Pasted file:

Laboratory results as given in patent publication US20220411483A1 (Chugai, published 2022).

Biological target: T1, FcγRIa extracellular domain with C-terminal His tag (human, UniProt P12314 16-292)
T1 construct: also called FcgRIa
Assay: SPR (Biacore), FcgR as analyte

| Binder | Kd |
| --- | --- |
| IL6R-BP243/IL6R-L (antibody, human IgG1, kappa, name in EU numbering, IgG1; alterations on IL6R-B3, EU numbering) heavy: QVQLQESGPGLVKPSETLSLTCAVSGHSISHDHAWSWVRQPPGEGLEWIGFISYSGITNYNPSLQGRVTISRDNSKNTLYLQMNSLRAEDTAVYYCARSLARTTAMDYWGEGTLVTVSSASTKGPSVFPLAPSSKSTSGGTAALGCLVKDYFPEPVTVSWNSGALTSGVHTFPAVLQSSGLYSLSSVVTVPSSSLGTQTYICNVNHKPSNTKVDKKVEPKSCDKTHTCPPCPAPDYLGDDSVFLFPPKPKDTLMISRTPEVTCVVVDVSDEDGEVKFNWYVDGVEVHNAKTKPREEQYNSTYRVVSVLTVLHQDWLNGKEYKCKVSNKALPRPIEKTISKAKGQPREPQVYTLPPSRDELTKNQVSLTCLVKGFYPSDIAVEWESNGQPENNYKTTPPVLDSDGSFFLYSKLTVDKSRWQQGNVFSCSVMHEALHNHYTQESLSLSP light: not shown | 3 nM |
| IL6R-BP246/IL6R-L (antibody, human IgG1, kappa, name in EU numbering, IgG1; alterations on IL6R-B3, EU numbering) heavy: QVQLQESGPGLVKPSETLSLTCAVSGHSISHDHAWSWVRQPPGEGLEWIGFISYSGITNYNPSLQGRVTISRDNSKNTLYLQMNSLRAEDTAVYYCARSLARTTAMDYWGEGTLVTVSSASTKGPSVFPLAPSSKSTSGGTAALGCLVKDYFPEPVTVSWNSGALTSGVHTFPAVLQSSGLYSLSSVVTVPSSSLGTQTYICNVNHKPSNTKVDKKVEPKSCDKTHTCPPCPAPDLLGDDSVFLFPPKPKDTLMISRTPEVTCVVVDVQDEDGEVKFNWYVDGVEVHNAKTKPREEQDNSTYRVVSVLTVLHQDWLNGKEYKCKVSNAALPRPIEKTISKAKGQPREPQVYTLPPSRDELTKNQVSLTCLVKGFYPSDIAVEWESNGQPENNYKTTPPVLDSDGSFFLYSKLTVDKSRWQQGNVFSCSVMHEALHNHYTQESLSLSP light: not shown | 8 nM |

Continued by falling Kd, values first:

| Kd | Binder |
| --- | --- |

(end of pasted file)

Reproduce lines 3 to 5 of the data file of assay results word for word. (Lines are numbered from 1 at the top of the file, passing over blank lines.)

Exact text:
T1 construct: also called FcgRIa
Assay: SPR (Biacore), FcgR as analyte

| Binder | Kd |